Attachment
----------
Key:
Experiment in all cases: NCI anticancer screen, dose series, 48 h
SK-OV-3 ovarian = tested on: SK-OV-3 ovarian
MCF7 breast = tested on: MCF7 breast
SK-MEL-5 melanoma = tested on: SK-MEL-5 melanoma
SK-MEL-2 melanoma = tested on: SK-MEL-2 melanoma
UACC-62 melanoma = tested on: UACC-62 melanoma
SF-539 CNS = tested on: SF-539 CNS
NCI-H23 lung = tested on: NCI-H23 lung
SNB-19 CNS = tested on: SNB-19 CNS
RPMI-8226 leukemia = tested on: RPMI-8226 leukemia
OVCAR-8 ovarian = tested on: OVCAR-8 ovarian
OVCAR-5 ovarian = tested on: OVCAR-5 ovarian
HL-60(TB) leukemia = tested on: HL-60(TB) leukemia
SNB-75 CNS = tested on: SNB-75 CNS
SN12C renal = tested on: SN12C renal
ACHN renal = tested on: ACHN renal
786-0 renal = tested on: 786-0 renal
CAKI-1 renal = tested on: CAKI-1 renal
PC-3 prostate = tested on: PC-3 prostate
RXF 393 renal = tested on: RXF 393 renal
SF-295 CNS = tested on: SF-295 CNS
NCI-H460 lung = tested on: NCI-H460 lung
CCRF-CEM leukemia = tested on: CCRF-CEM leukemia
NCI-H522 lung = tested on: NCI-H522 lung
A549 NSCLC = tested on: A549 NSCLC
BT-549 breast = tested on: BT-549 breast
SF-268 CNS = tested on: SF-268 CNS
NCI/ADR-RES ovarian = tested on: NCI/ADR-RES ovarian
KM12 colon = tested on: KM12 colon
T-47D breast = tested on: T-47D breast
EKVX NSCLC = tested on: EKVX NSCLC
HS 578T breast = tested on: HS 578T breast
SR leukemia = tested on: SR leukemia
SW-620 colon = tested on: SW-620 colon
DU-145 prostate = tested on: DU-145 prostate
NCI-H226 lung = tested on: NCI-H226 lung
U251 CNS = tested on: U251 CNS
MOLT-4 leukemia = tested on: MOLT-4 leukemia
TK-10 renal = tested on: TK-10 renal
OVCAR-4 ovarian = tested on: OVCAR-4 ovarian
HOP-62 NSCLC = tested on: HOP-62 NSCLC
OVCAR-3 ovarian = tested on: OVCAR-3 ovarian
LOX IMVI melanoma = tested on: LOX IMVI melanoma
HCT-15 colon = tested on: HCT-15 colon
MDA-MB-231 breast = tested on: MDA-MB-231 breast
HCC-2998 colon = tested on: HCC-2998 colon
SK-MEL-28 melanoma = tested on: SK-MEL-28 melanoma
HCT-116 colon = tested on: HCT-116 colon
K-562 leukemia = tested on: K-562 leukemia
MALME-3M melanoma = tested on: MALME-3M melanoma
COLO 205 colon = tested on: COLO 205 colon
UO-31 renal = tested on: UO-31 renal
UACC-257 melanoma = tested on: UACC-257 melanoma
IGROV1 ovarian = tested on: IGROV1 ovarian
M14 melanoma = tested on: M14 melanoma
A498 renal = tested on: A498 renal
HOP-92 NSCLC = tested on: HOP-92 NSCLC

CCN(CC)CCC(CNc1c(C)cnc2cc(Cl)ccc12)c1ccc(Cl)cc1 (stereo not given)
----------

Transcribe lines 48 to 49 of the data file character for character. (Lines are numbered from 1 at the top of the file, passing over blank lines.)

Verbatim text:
SK-MEL-28 melanoma = tested on: SK-MEL-28 melanoma
HCT-116 colon = tested on: HCT-116 colon